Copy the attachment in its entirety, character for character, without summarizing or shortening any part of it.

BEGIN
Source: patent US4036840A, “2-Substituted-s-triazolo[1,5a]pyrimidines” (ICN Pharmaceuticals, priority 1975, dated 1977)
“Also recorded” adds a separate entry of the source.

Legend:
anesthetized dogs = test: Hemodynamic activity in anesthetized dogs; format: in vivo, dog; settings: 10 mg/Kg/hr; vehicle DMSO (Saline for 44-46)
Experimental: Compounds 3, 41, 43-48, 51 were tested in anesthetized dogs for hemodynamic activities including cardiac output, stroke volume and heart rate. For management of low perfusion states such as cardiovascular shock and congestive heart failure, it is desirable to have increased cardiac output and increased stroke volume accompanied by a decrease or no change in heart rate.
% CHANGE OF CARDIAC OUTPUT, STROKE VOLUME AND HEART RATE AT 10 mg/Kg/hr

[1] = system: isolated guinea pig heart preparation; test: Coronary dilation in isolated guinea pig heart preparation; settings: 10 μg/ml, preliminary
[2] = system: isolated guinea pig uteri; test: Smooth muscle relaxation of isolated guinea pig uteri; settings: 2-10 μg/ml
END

Source: patent US4036840A, “2-Substituted-s-triazolo[1,5a]pyrimidines” (ICN Pharmaceuticals, priority 1975, dated 1977)
“Also recorded” adds a separate entry of the source.

Legend:
anesthetized dogs = test: Hemodynamic activity in anesthetized dogs; format: in vivo, dog; settings: 10 mg/Kg/hr; vehicle DMSO (Saline for 44-46)
Experimental: Compounds 3, 41, 43-48, 51 were tested in anesthetized dogs for hemodynamic activities including cardiac output, stroke volume and heart rate. For management of low perfusion states such as cardiovascular shock and congestive heart failure, it is desirable to have increased cardiac output and increased stroke volume accompanied by a decrease or no change in heart rate.
% CHANGE OF CARDIAC OUTPUT, STROKE VOLUME AND HEART RATE AT 10 mg/Kg/hr

[1] = system: isolated guinea pig heart preparation; test: Coronary dilation in isolated guinea pig heart preparation; settings: 10 μg/ml, preliminary
[2] = system: isolated guinea pig uteri; test: Smooth muscle relaxation of isolated guinea pig uteri; settings: 2-10 μg/ml